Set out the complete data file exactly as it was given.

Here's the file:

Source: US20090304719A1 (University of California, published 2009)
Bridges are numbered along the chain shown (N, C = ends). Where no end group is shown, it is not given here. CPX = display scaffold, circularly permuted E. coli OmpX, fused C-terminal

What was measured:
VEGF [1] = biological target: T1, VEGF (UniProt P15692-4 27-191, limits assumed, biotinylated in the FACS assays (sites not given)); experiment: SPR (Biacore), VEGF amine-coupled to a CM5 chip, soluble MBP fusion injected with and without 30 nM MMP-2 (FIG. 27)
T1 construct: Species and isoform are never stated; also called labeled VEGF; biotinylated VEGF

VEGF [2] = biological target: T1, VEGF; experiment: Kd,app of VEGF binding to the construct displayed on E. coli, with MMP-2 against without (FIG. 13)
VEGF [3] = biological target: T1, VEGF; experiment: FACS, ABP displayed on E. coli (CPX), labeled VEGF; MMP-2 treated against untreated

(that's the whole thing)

Source: US20090304719A1 (University of California, published 2009)
Bridges are numbered along the chain shown (N, C = ends). Where no end group is shown, it is not given here. CPX = display scaffold, circularly permuted E. coli OmpX, fused C-terminal

What was measured:
VEGF [1] = biological target: T1, VEGF (UniProt P15692-4 27-191, limits assumed, biotinylated in the FACS assays (sites not given)); experiment: SPR (Biacore), VEGF amine-coupled to a CM5 chip, soluble MBP fusion injected with and without 30 nM MMP-2 (FIG. 27)
T1 construct: Species and isoform are never stated; also called labeled VEGF; biotinylated VEGF

VEGF [2] = biological target: T1, VEGF; experiment: Kd,app of VEGF binding to the construct displayed on E. coli, with MMP-2 against without (FIG. 13)
VEGF [3] = biological target: T1, VEGF; experiment: FACS, ABP displayed on E. coli (CPX), labeled VEGF; MMP-2 treated against untreated